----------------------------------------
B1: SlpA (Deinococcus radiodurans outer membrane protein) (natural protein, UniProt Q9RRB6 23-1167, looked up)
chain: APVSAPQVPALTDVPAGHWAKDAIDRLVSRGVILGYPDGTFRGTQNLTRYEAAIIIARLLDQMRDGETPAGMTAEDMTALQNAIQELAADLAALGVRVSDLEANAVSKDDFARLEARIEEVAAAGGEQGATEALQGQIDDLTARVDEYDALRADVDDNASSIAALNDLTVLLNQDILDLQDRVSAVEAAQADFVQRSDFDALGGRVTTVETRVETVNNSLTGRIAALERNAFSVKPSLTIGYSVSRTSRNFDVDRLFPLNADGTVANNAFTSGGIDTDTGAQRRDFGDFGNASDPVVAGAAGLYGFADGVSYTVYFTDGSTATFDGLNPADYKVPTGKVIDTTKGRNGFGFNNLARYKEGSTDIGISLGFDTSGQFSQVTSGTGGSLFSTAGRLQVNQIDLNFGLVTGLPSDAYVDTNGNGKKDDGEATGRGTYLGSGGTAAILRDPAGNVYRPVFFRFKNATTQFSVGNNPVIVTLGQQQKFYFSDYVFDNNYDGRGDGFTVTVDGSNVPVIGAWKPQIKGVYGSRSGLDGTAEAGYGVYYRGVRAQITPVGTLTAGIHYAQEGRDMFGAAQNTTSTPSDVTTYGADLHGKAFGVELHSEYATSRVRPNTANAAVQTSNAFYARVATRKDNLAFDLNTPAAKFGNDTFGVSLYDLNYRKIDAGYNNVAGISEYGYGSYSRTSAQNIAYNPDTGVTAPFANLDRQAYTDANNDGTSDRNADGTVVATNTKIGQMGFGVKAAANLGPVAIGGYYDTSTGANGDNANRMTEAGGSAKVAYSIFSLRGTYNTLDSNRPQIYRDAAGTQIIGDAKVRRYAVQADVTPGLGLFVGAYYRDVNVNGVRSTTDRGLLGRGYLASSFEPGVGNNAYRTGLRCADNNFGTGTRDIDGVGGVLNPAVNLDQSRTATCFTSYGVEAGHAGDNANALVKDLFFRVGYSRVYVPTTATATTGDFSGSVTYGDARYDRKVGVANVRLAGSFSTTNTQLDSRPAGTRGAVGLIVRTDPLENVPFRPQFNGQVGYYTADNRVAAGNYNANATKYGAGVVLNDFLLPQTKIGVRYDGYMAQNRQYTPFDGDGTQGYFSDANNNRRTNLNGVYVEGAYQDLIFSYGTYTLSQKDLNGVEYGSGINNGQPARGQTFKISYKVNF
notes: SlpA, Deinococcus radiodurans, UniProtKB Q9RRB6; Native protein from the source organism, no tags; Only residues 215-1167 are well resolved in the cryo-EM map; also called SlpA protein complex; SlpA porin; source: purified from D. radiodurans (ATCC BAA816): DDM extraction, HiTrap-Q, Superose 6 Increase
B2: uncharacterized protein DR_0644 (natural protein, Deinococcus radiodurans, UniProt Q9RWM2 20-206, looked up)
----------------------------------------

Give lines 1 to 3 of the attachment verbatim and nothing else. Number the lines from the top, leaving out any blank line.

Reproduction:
B1: SlpA (Deinococcus radiodurans outer membrane protein) (natural protein, UniProt Q9RRB6 23-1167, looked up)
chain: APVSAPQVPALTDVPAGHWAKDAIDRLVSRGVILGYPDGTFRGTQNLTRYEAAIIIARLLDQMRDGETPAGMTAEDMTALQNAIQELAADLAALGVRVSDLEANAVSKDDFARLEARIEEVAAAGGEQGATEALQGQIDDLTARVDEYDALRADVDDNASSIAALNDLTVLLNQDILDLQDRVSAVEAAQADFVQRSDFDALGGRVTTVETRVETVNNSLTGRIAALERNAFSVKPSLTIGYSVSRTSRNFDVDRLFPLNADGTVANNAFTSGGIDTDTGAQRRDFGDFGNASDPVVAGAAGLYGFADGVSYTVYFTDGSTATFDGLNPADYKVPTGKVIDTTKGRNGFGFNNLARYKEGSTDIGISLGFDTSGQFSQVTSGTGGSLFSTAGRLQVNQIDLNFGLVTGLPSDAYVDTNGNGKKDDGEATGRGTYLGSGGTAAILRDPAGNVYRPVFFRFKNATTQFSVGNNPVIVTLGQQQKFYFSDYVFDNNYDGRGDGFTVTVDGSNVPVIGAWKPQIKGVYGSRSGLDGTAEAGYGVYYRGVRAQITPVGTLTAGIHYAQEGRDMFGAAQNTTSTPSDVTTYGADLHGKAFGVELHSEYATSRVRPNTANAAVQTSNAFYARVATRKDNLAFDLNTPAAKFGNDTFGVSLYDLNYRKIDAGYNNVAGISEYGYGSYSRTSAQNIAYNPDTGVTAPFANLDRQAYTDANNDGTSDRNADGTVVATNTKIGQMGFGVKAAANLGPVAIGGYYDTSTGANGDNANRMTEAGGSAKVAYSIFSLRGTYNTLDSNRPQIYRDAAGTQIIGDAKVRRYAVQADVTPGLGLFVGAYYRDVNVNGVRSTTDRGLLGRGYLASSFEPGVGNNAYRTGLRCADNNFGTGTRDIDGVGGVLNPAVNLDQSRTATCFTSYGVEAGHAGDNANALVKDLFFRVGYSRVYVPTTATATTGDFSGSVTYGDARYDRKVGVANVRLAGSFSTTNTQLDSRPAGTRGAVGLIVRTDPLENVPFRPQFNGQVGYYTADNRVAAGNYNANATKYGAGVVLNDFLLPQTKIGVRYDGYMAQNRQYTPFDGDGTQGYFSDANNNRRTNLNGVYVEGAYQDLIFSYGTYTLSQKDLNGVEYGSGINNGQPARGQTFKISYKVNF
notes: SlpA, Deinococcus radiodurans, UniProtKB Q9RRB6; Native protein from the source organism, no tags; Only residues 215-1167 are well resolved in the cryo-EM map; also called SlpA protein complex; SlpA porin; source: purified from D. radiodurans (ATCC BAA816): DDM extraction, HiTrap-Q, Superose 6 Increase